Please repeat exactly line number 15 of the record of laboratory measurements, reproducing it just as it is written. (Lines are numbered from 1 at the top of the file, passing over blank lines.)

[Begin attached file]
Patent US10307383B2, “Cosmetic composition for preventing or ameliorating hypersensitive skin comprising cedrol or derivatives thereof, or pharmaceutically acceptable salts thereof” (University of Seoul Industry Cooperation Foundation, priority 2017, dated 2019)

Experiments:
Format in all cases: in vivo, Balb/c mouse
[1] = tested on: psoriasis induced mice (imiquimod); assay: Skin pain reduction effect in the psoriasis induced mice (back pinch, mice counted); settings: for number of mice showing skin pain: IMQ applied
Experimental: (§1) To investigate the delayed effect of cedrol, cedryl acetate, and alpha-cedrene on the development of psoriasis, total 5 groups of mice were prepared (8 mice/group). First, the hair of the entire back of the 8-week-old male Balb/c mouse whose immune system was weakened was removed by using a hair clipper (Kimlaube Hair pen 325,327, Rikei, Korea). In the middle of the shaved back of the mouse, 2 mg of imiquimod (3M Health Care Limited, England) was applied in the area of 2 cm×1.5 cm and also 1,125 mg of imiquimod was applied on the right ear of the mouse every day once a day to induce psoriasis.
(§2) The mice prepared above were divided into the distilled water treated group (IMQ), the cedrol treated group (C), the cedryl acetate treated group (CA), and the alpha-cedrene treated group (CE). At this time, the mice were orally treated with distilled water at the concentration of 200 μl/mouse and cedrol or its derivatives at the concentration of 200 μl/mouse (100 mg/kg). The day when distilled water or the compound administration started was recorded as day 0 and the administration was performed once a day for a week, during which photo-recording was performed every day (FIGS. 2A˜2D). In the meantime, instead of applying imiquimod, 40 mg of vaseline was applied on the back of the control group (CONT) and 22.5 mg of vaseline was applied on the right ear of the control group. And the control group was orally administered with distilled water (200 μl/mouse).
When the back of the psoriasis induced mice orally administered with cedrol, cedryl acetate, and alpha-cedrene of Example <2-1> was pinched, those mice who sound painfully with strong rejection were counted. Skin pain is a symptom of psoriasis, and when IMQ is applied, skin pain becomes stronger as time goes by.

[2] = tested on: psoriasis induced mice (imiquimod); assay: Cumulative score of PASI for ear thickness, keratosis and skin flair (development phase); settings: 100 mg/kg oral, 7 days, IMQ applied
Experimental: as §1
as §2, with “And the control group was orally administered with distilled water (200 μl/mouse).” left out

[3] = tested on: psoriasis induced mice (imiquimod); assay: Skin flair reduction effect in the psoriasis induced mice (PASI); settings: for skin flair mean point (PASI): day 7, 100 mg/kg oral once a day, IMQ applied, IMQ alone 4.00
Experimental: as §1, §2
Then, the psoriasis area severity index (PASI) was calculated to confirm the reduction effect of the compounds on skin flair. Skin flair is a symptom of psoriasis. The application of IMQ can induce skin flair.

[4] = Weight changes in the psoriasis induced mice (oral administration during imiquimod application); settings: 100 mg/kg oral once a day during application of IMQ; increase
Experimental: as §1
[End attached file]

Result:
Experimental: as §1